Skiffle is a type of folk music with jazz, blues and country influences, usually using homemade or improvised instruments such as the washboard, tea chest bass, kazoo, cigar-box fiddle, musical saw, comb and paper, and so forth, as well as more conventional instruments such as acoustic guitar and banjo. Skiffle and jug band music are closely related. Skiffle was particularly popular in Britain in the 1950s and 1960s. Skiffle's use of country, folk and blues influences mixed with a much faster tempo, electric instrumentation and wild, energetic performances has led some people to suggest it as an early form of rock & roll, very similar to rockabilly.

Skiffle first became popular in the early 1900s in the United States, starting in New Orleans. The Oxford English Dictionary states that skiffle was a slang term for "rent party."

Originally, skiffle groups were referred to as spasm bands. By the 1920s and 1930s, a form of skiffle was being played in Louisville and Memphis. Skiffle's roots are also found in the jazz bands of the 1940s and 1950s. The informal, humorous style of skiffle made it twice a precursor of rock and roll, first in the United States in the early years and again in Great Britain in more recent times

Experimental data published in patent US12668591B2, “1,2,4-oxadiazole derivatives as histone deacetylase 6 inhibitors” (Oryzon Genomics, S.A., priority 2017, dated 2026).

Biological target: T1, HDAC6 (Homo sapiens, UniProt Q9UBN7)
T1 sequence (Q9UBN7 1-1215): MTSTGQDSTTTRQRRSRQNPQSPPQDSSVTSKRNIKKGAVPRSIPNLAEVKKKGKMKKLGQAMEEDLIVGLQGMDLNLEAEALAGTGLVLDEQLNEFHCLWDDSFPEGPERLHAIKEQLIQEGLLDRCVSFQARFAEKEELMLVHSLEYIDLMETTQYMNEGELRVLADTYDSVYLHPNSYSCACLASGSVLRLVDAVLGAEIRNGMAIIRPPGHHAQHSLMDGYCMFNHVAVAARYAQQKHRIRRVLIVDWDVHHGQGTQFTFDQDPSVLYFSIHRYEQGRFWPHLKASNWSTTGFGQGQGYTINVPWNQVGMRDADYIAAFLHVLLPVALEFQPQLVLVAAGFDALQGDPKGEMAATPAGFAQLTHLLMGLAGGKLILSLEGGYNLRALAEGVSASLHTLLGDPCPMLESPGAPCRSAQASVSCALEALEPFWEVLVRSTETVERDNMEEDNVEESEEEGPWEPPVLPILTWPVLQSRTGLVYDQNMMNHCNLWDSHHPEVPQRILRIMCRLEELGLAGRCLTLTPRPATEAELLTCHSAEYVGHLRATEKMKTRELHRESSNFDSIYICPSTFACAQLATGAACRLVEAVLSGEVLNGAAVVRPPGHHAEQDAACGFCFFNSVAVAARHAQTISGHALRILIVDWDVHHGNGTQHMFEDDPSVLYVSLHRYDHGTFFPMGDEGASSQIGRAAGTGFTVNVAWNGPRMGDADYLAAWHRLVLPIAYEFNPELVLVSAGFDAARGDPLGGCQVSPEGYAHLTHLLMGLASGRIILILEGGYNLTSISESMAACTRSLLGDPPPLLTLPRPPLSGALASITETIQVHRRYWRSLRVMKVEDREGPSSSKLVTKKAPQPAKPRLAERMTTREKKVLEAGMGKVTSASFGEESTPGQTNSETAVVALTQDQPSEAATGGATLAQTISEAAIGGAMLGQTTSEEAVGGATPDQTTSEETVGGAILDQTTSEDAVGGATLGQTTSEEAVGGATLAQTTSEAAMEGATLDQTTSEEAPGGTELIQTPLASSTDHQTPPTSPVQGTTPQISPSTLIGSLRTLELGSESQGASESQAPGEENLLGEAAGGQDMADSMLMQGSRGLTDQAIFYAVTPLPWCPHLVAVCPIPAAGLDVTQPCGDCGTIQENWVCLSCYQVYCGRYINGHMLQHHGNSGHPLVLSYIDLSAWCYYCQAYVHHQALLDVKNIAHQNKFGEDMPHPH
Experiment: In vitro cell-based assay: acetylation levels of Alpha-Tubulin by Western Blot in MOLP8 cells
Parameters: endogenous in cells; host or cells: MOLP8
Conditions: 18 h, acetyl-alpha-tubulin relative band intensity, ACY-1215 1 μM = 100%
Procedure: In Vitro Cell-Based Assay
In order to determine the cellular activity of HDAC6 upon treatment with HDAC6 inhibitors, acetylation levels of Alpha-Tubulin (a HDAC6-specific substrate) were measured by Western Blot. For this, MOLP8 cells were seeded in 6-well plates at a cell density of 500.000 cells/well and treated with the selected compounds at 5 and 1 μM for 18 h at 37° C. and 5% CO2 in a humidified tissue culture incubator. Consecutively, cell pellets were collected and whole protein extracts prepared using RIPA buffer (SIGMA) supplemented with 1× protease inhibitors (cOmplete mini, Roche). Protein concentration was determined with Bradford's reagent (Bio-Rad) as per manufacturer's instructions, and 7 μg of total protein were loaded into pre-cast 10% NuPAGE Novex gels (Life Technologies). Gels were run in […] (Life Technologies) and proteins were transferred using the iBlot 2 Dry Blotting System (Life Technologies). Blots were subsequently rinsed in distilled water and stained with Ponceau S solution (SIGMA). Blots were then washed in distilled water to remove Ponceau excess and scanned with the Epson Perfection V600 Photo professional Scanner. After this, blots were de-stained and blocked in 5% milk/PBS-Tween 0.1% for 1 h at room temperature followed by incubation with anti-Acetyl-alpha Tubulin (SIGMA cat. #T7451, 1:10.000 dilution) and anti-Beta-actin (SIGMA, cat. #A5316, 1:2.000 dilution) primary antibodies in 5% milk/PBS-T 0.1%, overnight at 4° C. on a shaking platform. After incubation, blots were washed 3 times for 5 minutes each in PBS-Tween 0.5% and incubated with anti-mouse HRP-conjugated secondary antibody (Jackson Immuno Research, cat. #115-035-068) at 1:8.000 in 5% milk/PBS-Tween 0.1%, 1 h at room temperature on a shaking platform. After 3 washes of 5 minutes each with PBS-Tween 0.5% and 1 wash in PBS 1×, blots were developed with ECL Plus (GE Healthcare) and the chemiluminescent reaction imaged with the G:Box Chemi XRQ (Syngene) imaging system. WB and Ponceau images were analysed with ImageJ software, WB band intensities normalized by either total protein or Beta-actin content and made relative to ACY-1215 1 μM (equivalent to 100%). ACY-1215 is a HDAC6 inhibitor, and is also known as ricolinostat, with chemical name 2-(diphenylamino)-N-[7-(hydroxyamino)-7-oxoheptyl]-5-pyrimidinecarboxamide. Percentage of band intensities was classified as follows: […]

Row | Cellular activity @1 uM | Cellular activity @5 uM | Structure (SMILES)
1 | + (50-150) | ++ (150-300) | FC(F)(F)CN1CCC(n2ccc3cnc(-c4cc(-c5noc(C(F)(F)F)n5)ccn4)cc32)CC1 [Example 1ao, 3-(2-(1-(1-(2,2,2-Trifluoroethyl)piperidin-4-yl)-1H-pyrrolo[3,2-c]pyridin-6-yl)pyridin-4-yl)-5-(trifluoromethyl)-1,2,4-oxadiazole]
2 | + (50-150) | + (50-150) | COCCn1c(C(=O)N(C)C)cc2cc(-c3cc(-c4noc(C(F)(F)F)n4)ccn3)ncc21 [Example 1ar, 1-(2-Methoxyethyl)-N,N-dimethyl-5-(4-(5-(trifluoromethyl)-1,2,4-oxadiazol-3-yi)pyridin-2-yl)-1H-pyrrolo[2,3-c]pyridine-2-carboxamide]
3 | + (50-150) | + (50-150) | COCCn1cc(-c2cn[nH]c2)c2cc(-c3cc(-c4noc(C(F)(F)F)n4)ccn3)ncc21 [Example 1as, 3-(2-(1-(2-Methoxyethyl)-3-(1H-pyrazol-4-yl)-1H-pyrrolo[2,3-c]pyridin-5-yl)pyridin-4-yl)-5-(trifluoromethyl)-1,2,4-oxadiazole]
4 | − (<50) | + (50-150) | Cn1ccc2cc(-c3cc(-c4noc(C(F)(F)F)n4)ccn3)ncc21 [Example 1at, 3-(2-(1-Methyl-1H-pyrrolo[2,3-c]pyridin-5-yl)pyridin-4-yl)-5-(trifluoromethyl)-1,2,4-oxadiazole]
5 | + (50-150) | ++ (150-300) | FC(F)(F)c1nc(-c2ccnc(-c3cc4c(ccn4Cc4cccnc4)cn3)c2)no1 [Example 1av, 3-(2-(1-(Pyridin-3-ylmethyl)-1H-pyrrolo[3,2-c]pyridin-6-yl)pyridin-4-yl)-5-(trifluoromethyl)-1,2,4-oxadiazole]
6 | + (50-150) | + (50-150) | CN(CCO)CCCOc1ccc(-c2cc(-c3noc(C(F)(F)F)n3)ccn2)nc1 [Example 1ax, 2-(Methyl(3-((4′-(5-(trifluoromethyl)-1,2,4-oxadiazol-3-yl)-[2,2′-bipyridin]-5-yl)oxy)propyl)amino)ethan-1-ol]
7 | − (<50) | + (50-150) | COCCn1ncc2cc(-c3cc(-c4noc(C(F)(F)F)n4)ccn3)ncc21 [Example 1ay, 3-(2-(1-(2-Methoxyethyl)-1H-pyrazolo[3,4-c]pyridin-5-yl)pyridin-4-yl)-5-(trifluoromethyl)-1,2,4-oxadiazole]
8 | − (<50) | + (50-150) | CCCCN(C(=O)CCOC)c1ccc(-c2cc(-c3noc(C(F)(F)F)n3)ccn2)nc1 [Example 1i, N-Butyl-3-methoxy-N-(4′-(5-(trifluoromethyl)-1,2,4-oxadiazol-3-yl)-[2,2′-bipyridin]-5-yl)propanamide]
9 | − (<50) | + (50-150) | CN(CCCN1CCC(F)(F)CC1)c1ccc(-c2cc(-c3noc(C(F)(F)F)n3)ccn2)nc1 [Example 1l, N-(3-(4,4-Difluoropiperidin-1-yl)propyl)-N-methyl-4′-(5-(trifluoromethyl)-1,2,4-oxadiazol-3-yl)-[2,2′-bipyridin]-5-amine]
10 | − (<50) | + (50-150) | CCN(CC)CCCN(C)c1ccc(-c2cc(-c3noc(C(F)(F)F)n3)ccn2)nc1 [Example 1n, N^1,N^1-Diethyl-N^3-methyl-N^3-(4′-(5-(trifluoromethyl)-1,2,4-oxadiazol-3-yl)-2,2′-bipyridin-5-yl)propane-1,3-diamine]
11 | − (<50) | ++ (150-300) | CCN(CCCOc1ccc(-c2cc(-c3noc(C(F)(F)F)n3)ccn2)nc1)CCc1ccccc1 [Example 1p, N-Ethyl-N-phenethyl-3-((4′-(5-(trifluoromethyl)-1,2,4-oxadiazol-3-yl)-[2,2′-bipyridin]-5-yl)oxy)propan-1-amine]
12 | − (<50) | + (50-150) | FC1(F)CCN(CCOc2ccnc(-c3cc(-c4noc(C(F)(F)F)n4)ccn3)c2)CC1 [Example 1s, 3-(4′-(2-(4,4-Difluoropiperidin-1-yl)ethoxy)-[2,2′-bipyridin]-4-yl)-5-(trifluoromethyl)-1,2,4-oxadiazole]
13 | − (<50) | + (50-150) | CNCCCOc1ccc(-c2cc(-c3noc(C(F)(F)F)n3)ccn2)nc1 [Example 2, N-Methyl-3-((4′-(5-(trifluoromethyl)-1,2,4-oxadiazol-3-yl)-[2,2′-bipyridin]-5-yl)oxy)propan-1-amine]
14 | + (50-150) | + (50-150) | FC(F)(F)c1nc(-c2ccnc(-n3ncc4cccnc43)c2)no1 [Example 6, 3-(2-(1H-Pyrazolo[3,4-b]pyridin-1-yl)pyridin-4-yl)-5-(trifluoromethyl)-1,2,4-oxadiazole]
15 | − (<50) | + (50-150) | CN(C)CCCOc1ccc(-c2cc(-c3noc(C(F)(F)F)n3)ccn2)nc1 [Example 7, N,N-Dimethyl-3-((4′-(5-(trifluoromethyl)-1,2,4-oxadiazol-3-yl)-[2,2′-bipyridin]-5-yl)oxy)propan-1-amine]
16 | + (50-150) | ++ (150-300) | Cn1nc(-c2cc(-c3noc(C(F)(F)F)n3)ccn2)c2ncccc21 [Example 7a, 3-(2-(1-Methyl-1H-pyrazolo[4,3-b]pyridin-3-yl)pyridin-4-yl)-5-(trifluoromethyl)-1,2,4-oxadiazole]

So now we know!

We're in a party mood so here's a shout-out to The Famous Lab Partner and Ice Cream Scooper at the Downtown Honolulu Baskin & Robbins:




Oops, just realized that he's speaking to a joint session of Congress in a bit. My, times have changed. With that in mind, here is a great video by one of the president's classmates from high school in Honolulu remembering Barack Obama's Hawaiian roots. I love the part about the old Cinerama Movie Theatre where I too must have seen Star Wars fourteen times over the year that it played there - it was the Hawaii-version of the Rocky Horror Picture Show:



So we celebrate bipartisanship at the Cafe - so there you go. On the other hand, we're not taking down the Ronald Reagan framed photo over the BabyBlueCafe Jukebox.

We've now got Fox up live online, waiting for the president to enter the floor of the House of Representatives for the Joint Session of Congress. I like doing it from there because we can get the live feed without all the talking heads.

I have never heard so many people wanting to escort the president in with all this showing off from the front. Just let him in and let's get on with it.